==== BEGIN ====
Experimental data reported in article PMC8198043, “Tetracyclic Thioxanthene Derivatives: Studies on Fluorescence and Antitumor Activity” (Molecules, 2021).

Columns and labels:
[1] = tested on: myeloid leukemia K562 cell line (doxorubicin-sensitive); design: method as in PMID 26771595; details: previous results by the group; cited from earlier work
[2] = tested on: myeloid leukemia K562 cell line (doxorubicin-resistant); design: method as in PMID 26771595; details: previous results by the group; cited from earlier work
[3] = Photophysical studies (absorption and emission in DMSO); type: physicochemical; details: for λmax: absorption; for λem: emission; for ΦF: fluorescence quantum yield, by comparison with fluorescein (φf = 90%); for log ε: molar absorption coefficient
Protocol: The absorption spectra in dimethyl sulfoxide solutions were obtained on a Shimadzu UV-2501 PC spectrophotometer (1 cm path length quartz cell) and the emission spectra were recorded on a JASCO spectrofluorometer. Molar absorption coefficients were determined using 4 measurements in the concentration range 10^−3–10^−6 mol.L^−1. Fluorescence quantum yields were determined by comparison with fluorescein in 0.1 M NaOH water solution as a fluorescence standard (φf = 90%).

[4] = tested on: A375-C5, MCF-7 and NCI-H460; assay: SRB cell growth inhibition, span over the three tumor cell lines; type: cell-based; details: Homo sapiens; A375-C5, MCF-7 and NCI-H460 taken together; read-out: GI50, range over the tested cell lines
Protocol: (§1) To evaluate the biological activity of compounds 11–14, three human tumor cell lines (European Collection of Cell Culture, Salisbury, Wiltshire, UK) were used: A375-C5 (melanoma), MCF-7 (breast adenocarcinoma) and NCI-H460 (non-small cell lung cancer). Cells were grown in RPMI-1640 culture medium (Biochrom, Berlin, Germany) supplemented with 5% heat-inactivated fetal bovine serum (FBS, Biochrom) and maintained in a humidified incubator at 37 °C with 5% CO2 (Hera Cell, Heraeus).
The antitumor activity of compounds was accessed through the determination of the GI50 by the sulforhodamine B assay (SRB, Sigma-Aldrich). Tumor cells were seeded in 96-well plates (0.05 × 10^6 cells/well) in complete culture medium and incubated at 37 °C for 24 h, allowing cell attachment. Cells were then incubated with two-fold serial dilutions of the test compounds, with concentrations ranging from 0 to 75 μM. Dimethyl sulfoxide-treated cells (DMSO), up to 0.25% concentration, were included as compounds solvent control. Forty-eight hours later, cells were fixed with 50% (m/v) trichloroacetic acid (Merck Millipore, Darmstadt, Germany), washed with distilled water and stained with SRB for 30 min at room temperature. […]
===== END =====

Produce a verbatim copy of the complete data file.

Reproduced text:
Experimental data reported in article PMC8198043, “Tetracyclic Thioxanthene Derivatives: Studies on Fluorescence and Antitumor Activity” (Molecules, 2021).

Columns and labels:
[1] = tested on: myeloid leukemia K562 cell line (doxorubicin-sensitive); design: method as in PMID 26771595; details: previous results by the group; cited from earlier work
[2] = tested on: myeloid leukemia K562 cell line (doxorubicin-resistant); design: method as in PMID 26771595; details: previous results by the group; cited from earlier work
[3] = Photophysical studies (absorption and emission in DMSO); type: physicochemical; details: for λmax: absorption; for λem: emission; for ΦF: fluorescence quantum yield, by comparison with fluorescein (φf = 90%); for log ε: molar absorption coefficient
Protocol: The absorption spectra in dimethyl sulfoxide solutions were obtained on a Shimadzu UV-2501 PC spectrophotometer (1 cm path length quartz cell) and the emission spectra were recorded on a JASCO spectrofluorometer. Molar absorption coefficients were determined using 4 measurements in the concentration range 10^−3–10^−6 mol.L^−1. Fluorescence quantum yields were determined by comparison with fluorescein in 0.1 M NaOH water solution as a fluorescence standard (φf = 90%).

[4] = tested on: A375-C5, MCF-7 and NCI-H460; assay: SRB cell growth inhibition, span over the three tumor cell lines; type: cell-based; details: Homo sapiens; A375-C5, MCF-7 and NCI-H460 taken together; read-out: GI50, range over the tested cell lines
Protocol: (§1) To evaluate the biological activity of compounds 11–14, three human tumor cell lines (European Collection of Cell Culture, Salisbury, Wiltshire, UK) were used: A375-C5 (melanoma), MCF-7 (breast adenocarcinoma) and NCI-H460 (non-small cell lung cancer). Cells were grown in RPMI-1640 culture medium (Biochrom, Berlin, Germany) supplemented with 5% heat-inactivated fetal bovine serum (FBS, Biochrom) and maintained in a humidified incubator at 37 °C with 5% CO2 (Hera Cell, Heraeus).
The antitumor activity of compounds was accessed through the determination of the GI50 by the sulforhodamine B assay (SRB, Sigma-Aldrich). Tumor cells were seeded in 96-well plates (0.05 × 10^6 cells/well) in complete culture medium and incubated at 37 °C for 24 h, allowing cell attachment. Cells were then incubated with two-fold serial dilutions of the test compounds, with concentrations ranging from 0 to 75 μM. Dimethyl sulfoxide-treated cells (DMSO), up to 0.25% concentration, were included as compounds solvent control. Forty-eight hours later, cells were fixed with 50% (m/v) trichloroacetic acid (Merck Millipore, Darmstadt, Germany), washed with distilled water and stained with SRB for 30 min at room temperature. […]